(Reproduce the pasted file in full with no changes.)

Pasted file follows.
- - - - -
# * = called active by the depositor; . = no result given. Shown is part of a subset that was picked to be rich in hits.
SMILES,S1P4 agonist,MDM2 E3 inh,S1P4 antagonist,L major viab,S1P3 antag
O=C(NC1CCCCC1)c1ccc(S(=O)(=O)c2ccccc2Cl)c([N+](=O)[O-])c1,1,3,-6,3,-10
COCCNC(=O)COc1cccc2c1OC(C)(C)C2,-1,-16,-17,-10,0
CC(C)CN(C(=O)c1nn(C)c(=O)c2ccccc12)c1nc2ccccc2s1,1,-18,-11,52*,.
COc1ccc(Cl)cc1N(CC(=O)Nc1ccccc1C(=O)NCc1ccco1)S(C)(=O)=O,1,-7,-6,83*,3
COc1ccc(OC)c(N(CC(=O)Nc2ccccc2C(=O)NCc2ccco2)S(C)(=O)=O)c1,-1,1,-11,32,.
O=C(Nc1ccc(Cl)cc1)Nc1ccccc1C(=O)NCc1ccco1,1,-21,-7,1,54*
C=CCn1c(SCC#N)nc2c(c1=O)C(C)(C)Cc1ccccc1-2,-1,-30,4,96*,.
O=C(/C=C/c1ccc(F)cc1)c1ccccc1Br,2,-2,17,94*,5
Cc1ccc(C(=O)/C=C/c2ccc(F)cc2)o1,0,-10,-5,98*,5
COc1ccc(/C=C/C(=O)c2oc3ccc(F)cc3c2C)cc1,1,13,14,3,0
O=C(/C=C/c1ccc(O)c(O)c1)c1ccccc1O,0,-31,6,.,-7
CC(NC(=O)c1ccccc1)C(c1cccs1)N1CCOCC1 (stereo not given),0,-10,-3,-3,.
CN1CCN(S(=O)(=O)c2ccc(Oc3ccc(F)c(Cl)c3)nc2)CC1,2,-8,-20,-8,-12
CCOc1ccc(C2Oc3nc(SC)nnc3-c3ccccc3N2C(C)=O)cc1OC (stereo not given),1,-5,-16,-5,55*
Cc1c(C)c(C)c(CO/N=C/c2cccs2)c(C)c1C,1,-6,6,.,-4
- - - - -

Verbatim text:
# * = called active by the depositor; . = no result given. Shown is part of a subset that was picked to be rich in hits.
SMILES,S1P4 agonist,MDM2 E3 inh,S1P4 antagonist,L major viab,S1P3 antag
O=C(NC1CCCCC1)c1ccc(S(=O)(=O)c2ccccc2Cl)c([N+](=O)[O-])c1,1,3,-6,3,-10
COCCNC(=O)COc1cccc2c1OC(C)(C)C2,-1,-16,-17,-10,0
CC(C)CN(C(=O)c1nn(C)c(=O)c2ccccc12)c1nc2ccccc2s1,1,-18,-11,52*,.
COc1ccc(Cl)cc1N(CC(=O)Nc1ccccc1C(=O)NCc1ccco1)S(C)(=O)=O,1,-7,-6,83*,3
COc1ccc(OC)c(N(CC(=O)Nc2ccccc2C(=O)NCc2ccco2)S(C)(=O)=O)c1,-1,1,-11,32,.
O=C(Nc1ccc(Cl)cc1)Nc1ccccc1C(=O)NCc1ccco1,1,-21,-7,1,54*
C=CCn1c(SCC#N)nc2c(c1=O)C(C)(C)Cc1ccccc1-2,-1,-30,4,96*,.
O=C(/C=C/c1ccc(F)cc1)c1ccccc1Br,2,-2,17,94*,5
Cc1ccc(C(=O)/C=C/c2ccc(F)cc2)o1,0,-10,-5,98*,5
COc1ccc(/C=C/C(=O)c2oc3ccc(F)cc3c2C)cc1,1,13,14,3,0
O=C(/C=C/c1ccc(O)c(O)c1)c1ccccc1O,0,-31,6,.,-7
CC(NC(=O)c1ccccc1)C(c1cccs1)N1CCOCC1 (stereo not given),0,-10,-3,-3,.
CN1CCN(S(=O)(=O)c2ccc(Oc3ccc(F)c(Cl)c3)nc2)CC1,2,-8,-20,-8,-12
CCOc1ccc(C2Oc3nc(SC)nnc3-c3ccccc3N2C(C)=O)cc1OC (stereo not given),1,-5,-16,-5,55*
Cc1c(C)c(C)c(CO/N=C/c2cccs2)c(C)c1C,1,-6,6,.,-4